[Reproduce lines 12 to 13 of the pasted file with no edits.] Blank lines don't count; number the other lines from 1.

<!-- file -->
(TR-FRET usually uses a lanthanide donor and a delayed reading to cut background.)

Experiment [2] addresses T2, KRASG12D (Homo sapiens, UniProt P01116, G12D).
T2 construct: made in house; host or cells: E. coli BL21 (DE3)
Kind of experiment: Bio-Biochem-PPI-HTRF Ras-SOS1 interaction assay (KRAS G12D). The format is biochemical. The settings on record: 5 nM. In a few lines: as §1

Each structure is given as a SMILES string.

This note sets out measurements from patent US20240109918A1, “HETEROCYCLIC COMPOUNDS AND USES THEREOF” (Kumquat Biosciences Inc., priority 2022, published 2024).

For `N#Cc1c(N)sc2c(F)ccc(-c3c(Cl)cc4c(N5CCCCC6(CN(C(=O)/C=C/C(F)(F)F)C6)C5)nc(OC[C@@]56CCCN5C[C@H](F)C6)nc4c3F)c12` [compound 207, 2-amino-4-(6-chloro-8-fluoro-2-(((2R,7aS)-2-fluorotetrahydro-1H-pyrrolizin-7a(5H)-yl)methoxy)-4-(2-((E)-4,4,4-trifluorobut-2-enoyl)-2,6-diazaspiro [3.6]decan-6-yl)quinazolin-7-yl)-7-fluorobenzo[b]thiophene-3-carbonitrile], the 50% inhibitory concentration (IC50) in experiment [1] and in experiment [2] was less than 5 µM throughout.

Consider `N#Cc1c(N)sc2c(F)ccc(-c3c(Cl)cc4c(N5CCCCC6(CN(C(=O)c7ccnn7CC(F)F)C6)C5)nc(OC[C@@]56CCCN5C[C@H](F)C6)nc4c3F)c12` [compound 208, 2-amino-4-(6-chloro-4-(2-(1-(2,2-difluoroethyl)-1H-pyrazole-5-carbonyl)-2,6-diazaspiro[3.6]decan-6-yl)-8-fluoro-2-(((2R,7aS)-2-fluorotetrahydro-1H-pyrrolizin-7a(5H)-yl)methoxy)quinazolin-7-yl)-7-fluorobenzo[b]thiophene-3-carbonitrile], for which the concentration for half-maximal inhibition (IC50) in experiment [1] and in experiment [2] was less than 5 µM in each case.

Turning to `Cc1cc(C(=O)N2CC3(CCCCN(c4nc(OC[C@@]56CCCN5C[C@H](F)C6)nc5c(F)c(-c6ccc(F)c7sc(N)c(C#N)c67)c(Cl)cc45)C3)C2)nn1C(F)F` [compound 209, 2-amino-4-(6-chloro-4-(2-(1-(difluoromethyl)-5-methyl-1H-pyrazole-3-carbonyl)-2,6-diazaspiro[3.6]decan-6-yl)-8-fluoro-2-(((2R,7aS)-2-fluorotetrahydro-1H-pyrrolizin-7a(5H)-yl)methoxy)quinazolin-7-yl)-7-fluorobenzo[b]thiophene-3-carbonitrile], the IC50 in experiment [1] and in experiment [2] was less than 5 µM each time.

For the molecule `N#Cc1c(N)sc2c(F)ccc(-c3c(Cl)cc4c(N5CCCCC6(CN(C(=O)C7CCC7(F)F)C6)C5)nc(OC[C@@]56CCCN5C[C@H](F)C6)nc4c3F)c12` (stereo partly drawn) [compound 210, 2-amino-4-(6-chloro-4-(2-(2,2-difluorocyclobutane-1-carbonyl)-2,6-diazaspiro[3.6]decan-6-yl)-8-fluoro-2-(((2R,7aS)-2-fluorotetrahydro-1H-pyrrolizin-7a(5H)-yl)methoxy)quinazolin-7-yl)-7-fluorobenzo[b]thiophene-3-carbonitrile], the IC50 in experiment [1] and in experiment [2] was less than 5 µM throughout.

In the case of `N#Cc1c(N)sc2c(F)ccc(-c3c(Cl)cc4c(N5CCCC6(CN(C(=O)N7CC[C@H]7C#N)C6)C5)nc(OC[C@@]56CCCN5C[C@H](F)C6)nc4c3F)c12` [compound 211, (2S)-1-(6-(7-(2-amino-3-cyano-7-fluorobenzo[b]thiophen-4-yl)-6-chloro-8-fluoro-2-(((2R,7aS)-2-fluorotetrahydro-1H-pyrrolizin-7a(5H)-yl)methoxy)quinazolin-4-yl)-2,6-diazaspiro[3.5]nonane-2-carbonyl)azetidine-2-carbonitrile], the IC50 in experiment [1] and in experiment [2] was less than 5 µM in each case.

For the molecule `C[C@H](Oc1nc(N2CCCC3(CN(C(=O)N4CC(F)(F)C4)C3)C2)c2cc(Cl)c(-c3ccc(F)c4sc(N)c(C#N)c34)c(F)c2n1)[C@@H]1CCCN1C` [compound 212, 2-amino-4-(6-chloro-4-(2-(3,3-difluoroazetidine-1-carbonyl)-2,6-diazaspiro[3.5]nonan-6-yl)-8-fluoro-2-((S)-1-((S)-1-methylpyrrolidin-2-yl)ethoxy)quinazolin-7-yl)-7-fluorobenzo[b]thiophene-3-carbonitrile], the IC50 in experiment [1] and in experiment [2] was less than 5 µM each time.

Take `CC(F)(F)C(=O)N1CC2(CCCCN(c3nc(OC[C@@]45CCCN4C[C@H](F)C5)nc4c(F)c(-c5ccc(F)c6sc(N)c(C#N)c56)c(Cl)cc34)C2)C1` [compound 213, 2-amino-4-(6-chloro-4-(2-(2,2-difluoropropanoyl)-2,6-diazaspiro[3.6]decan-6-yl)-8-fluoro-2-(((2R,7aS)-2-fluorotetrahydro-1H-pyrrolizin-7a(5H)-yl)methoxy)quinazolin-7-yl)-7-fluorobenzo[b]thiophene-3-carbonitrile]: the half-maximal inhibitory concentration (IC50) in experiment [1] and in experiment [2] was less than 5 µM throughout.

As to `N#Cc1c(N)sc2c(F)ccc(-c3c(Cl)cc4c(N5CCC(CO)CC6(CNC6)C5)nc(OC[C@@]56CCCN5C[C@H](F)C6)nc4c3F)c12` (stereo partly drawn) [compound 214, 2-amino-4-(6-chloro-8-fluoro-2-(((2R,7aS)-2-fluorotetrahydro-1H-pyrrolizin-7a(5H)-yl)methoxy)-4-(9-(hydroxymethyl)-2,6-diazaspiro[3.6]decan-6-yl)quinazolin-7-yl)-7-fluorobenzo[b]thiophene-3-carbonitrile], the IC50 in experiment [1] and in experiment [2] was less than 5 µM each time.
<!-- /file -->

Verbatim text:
For the molecule `C[C@H](Oc1nc(N2CCCC3(CN(C(=O)N4CC(F)(F)C4)C3)C2)c2cc(Cl)c(-c3ccc(F)c4sc(N)c(C#N)c34)c(F)c2n1)[C@@H]1CCCN1C` [compound 212, 2-amino-4-(6-chloro-4-(2-(3,3-difluoroazetidine-1-carbonyl)-2,6-diazaspiro[3.5]nonan-6-yl)-8-fluoro-2-((S)-1-((S)-1-methylpyrrolidin-2-yl)ethoxy)quinazolin-7-yl)-7-fluorobenzo[b]thiophene-3-carbonitrile], the IC50 in experiment [1] and in experiment [2] was less than 5 µM each time.

Take `CC(F)(F)C(=O)N1CC2(CCCCN(c3nc(OC[C@@]45CCCN4C[C@H](F)C5)nc4c(F)c(-c5ccc(F)c6sc(N)c(C#N)c56)c(Cl)cc34)C2)C1` [compound 213, 2-amino-4-(6-chloro-4-(2-(2,2-difluoropropanoyl)-2,6-diazaspiro[3.6]decan-6-yl)-8-fluoro-2-(((2R,7aS)-2-fluorotetrahydro-1H-pyrrolizin-7a(5H)-yl)methoxy)quinazolin-7-yl)-7-fluorobenzo[b]thiophene-3-carbonitrile]: the half-maximal inhibitory concentration (IC50) in experiment [1] and in experiment [2] was less than 5 µM throughout.